The common narrative in ML is that the MLP layers are effectively a lookup table (see e.g. “Transformer Feed-Forward Layers Are Key-Value Memories”). This is probably a part of the correct explanation but the true story is likely much more complicated. Nevertheless, it would be helpful to understand how NNs represent their mappings in settings where they are forced to memorize, i.e. can’t learn any general features and basically have to build a dictionary.

Most probably a noobish question but I couldn't resist asking.

If a neural network learns either to become a lookup table or to generalize over the data, what would happen if we initialized the weights of the network to be as much as a lookup table as possible?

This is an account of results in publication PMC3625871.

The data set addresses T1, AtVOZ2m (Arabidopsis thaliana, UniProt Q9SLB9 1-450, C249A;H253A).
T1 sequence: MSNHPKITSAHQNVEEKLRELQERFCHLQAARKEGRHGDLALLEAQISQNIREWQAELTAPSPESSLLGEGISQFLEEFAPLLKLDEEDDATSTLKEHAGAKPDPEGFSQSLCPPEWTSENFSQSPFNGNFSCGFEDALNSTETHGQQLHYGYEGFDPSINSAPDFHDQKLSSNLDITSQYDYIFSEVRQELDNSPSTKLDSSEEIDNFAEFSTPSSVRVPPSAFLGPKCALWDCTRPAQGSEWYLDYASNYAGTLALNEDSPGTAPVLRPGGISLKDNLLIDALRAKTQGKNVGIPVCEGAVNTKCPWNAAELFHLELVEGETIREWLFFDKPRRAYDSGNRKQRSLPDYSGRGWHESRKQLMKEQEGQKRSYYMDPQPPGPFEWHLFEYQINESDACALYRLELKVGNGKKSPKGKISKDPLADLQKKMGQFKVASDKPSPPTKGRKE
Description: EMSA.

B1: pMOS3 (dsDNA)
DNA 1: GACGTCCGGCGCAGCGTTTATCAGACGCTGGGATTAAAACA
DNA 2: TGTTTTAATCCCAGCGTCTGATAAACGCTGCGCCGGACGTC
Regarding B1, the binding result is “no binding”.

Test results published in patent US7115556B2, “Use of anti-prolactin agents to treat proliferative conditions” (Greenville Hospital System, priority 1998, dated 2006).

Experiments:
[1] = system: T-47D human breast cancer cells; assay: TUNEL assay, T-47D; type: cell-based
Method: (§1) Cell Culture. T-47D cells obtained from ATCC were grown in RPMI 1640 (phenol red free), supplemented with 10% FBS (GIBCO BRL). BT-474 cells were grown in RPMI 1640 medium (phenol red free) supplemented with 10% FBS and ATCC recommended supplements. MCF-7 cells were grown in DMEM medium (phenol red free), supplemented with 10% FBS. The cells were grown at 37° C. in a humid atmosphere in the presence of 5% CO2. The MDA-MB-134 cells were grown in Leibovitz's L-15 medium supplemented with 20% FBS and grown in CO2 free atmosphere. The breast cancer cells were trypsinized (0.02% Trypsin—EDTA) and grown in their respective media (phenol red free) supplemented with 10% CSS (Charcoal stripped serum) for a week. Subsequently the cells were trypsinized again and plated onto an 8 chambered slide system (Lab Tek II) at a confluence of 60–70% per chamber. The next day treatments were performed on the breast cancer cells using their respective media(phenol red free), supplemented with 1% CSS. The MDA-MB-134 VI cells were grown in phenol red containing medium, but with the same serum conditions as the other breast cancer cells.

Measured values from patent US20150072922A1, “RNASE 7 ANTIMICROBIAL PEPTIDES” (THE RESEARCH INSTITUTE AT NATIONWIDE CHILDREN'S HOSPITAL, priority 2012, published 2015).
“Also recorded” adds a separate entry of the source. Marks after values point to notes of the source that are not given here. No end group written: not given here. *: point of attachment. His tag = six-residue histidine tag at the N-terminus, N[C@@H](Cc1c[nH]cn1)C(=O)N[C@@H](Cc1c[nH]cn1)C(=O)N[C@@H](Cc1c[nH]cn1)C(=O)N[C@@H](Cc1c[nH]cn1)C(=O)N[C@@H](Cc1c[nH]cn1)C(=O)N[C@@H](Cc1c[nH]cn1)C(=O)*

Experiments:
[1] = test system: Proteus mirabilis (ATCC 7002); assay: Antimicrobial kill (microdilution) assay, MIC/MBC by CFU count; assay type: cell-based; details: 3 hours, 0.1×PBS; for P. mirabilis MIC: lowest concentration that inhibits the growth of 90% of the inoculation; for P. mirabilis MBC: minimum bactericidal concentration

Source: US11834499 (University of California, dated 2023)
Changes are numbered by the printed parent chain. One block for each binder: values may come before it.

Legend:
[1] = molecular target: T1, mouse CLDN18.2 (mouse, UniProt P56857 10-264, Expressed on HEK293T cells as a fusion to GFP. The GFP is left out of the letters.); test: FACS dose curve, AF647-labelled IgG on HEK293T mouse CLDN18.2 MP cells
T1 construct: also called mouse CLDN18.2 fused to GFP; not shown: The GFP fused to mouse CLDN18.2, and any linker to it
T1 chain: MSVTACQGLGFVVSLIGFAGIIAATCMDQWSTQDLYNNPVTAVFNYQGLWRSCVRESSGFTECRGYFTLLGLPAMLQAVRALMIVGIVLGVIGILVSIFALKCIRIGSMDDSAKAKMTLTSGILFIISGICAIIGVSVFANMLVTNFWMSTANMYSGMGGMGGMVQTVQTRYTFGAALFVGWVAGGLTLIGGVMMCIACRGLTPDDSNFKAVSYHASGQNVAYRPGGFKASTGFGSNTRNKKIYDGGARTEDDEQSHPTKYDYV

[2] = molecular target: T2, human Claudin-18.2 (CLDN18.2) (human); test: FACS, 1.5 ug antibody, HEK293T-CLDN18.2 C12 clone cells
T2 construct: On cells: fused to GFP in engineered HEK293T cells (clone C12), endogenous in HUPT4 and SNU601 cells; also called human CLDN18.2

For example if you have N=1000 data points and only M=100 parameters. Initialize the 100 weights so that each neuron extracts only 1 random data point (without replacement). Could that somehow speedup the training more than starting from pure randomness or gaussian noise?

If then we could also try with initializing a lookup table based on a quick clustering to ensure good representation of the different features from the get go.

What should I know that would make this an obviously stupid idea?

Most probably a noobish question but I couldn't resist asking.

If a neural network learns either to become a lookup table or to generalize over the data, what would happen if we initialized the weights of the network to

beas much as a lookup table as possible?For example if you have N=1000 data points and only M=100 parameters. Initialize the 100 weights so that each neuron extracts only 1 random data point (without replacement). Could that somehow speedup the training more than starting from pure randomness or gaussian noise?

If then we could also try with initializing a lookup table based on a quick clustering to ensure good representation of the different features from the get go.

What should I know that would make this an obviously stupid idea?

Thanks!